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23 Under current practice, a single crew deploys with a ship for the entire length of its deployment. 24 A benefit of rotating personnel to ships is that the presence-time (the time devoted to a mission) per ship increases as transit-time requirements decrease. And although the submarine fleet has used crew rotation as its standard method of operation, the surface Navy has just begun to experiment with this option and evaluate the benefits and trade-offs. If a crew-rotation option is pursued, RC personnel (with appropriate skills and training) could become part of a pool of personnel that would be rotated to forwarddeployed Aegis platforms, where they would perform alongside active-duty counterparts in support of the ballistic missile defense mission.

1. 20 According to press reports, DoD is evaluating test data from the Navy’s theater ballistic missile defense program to determine whether theater and strategic defense programs can be accelerated. DoD may attempt to field an initial, sea-based theater defense capability as early as 2004. See Greg Jaffe, “Pentagon Could Begin Deployment of Some Missile Defenses by 2004,” The Wall Street Journal, June 18, 2002. 21 For example, the Navy’s goal is to man the future DD(X)–class destroyers with just 95 personnel, compared with the more than 300 personnel that operate existing Aegis-equipped (DDG Arleigh Burke–class) destroyers.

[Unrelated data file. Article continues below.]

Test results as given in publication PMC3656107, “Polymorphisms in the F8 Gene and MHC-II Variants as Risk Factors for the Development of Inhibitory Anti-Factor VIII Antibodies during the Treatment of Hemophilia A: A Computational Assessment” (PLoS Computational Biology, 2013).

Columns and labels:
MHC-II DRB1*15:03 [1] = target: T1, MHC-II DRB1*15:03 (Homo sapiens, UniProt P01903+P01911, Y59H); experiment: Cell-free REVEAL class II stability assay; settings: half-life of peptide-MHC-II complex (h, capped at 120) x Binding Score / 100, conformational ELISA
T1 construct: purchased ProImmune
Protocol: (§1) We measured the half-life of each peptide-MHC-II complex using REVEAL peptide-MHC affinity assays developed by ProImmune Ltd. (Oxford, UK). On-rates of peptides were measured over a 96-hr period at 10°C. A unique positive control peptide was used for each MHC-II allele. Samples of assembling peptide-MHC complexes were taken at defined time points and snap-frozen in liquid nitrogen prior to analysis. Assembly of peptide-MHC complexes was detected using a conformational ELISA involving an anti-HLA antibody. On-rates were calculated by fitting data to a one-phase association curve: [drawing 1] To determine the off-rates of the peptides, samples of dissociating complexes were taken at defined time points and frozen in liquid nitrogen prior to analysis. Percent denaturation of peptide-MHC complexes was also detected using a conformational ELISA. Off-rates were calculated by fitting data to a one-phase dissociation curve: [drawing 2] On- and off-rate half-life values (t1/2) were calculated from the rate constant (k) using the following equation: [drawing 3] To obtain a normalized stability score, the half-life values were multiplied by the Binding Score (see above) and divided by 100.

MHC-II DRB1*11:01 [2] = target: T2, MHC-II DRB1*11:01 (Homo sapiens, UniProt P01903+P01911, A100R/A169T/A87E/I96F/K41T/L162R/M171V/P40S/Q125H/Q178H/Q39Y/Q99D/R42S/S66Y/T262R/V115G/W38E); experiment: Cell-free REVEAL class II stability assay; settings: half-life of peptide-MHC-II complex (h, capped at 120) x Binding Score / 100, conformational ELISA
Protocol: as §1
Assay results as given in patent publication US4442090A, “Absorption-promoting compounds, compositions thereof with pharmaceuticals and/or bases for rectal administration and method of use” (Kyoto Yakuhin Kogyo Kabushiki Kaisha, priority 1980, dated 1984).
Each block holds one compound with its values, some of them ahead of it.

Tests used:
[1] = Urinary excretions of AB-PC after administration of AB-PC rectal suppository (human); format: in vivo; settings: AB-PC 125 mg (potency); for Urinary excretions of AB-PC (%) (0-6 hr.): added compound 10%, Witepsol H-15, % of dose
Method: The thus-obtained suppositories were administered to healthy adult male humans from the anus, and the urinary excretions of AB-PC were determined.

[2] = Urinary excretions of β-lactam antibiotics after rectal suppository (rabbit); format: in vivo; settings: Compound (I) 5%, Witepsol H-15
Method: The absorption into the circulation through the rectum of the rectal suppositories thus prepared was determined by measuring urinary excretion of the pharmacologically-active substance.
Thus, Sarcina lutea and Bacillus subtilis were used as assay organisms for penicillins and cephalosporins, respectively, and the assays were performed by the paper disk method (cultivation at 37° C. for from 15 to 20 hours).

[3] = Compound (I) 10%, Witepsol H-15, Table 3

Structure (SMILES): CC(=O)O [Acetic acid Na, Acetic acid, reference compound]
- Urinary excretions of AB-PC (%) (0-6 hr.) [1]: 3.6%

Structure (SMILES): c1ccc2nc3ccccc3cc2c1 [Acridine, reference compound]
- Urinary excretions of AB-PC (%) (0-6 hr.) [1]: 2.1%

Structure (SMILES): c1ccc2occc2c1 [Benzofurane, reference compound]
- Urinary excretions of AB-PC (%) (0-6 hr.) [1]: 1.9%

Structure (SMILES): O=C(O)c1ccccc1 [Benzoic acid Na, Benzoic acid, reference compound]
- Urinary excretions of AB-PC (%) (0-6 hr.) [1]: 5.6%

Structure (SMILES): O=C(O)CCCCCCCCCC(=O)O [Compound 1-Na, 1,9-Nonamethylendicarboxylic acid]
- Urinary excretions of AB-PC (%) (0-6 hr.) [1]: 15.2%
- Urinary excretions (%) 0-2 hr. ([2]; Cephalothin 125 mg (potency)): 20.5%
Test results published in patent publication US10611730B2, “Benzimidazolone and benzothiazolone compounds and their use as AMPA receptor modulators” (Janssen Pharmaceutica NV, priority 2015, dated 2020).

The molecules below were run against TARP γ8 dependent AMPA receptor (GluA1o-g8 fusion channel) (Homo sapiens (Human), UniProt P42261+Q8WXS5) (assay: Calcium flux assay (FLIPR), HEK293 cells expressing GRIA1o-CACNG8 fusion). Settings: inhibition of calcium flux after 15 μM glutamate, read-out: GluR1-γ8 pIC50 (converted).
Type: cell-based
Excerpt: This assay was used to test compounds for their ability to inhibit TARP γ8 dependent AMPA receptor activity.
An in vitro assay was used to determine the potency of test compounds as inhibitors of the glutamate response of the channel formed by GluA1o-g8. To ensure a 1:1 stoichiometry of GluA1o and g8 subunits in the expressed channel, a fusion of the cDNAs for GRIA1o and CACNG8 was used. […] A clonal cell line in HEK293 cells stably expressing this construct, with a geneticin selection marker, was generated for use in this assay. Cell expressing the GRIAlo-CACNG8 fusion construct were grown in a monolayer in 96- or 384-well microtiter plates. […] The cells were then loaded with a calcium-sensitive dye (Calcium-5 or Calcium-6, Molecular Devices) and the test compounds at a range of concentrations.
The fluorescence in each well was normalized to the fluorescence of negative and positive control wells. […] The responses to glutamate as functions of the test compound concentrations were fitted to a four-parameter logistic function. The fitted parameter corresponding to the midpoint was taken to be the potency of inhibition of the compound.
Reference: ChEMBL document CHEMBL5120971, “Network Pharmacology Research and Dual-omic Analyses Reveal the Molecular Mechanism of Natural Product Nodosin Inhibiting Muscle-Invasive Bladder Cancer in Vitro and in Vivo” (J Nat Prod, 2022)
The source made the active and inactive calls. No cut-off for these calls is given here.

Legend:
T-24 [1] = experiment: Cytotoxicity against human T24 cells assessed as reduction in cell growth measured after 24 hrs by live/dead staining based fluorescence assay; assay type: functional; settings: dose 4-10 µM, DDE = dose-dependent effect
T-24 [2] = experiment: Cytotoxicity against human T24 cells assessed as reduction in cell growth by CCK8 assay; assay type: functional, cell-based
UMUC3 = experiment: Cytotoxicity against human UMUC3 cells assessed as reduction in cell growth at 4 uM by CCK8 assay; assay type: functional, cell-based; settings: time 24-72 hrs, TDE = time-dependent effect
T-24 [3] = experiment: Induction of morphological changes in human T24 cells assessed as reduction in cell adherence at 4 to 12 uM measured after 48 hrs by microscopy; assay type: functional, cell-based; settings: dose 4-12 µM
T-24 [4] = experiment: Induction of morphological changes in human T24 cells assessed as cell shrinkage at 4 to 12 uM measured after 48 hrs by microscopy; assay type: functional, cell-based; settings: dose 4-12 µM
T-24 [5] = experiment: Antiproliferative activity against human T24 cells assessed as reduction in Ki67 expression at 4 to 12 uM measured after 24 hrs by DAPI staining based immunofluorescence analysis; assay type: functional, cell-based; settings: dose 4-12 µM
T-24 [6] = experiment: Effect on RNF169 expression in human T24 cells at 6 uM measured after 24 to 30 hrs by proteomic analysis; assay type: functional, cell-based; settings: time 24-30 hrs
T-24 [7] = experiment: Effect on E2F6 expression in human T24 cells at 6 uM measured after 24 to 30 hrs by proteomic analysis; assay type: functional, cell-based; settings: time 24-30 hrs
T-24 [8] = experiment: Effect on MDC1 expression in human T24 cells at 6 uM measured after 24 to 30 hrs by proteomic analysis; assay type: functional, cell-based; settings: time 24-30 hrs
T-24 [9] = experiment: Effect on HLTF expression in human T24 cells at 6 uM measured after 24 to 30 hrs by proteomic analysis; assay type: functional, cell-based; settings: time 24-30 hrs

The official said further that he believed that the USAF had originally sought two ABL squadrons to accomplish the theater missile defense mission but that budget constraints dictated a reduction to a single squadron. 27 IMAs are members of the Selected Reserve not attached to an organized reserve unit. IMAs are assigned to Active Component organizations to fill billets required shortly after mobilization. 28 Maj. 29 David J. , interview by authors, March 19, 2003. This concept is intended to better integrate Active and Reserve Component units—for example, by bringing together active and reserve personnel under one commander.

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